Mechanical perfection: The Nikon FM2

Mechanical perfection is the easiest way to describe the Nikon FM2. 

There is a reason this camera is adored far and wide – not only does it look stunning, but it’s a mechanical tank. Full manual operations and mechanical control, with shutter speeds up to 1/4000 – it’s almost 40 years old, but even now that is an incredible achievement. When I say this is a mechanical camera, I mean it functions without any electronic assistance – bar the light meter of course, meaning you can shoot on this thing without ever having to worry about batteries dying or circuits degrading. Just like all of the other Nikon F series cameras, it also has a proven history of reliability and durability.

Nikon recently expanded their digital mirrorless camera line up to include the new ‘ZF C’ Prosumer camera. Nikon has struggled a little in the past few years to adapt to the digital camera market shift from SLR (Single Lens Reflex) camera systems to the new standard of mirrorless. But this new camera is a big deal and a heavy blow to Nikon’s competition for one main reason – its piggy backing on the FM2’s cult status.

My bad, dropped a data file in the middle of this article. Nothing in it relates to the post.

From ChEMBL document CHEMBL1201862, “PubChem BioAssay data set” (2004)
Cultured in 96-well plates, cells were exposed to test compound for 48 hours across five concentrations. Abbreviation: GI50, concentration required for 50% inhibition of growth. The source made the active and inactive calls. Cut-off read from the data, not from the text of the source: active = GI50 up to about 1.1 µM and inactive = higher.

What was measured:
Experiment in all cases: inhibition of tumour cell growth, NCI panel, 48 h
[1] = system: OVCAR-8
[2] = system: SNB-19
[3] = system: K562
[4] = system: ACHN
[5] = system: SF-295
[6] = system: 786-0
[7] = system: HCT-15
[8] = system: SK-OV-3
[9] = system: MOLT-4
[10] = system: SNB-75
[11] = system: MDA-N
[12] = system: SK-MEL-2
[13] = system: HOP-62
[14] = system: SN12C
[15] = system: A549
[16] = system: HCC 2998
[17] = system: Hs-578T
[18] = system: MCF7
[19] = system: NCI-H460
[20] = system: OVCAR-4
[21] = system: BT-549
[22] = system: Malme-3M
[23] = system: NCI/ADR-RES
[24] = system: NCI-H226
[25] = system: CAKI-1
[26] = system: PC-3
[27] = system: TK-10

Now I am not always a fan of dredging up the success of a past product into a newer, arguably inferior product (if analog is your forte), but I sympathise with Nikon here. For them to successfully re-release the FM2, not only would it cost them a tonne of money to reimplement their film camera manufacturing division as well as re-train engineers and machinists (just read the story of the S3 2000 and the SP 2005), but even if they were able to recreate it, it would likely cost about the same as a mid to high end DSLR or mirrorless camera. Not a very economical decision compared to the gorgeous example of an FM2 set on todays offer.

This FM2 is from the first year of production in 1982 and is in unused condition. It comes with its original box and papers, and a Nikkor 50mm f1.4 lens and lens hood – all for only $1300. Jump on it.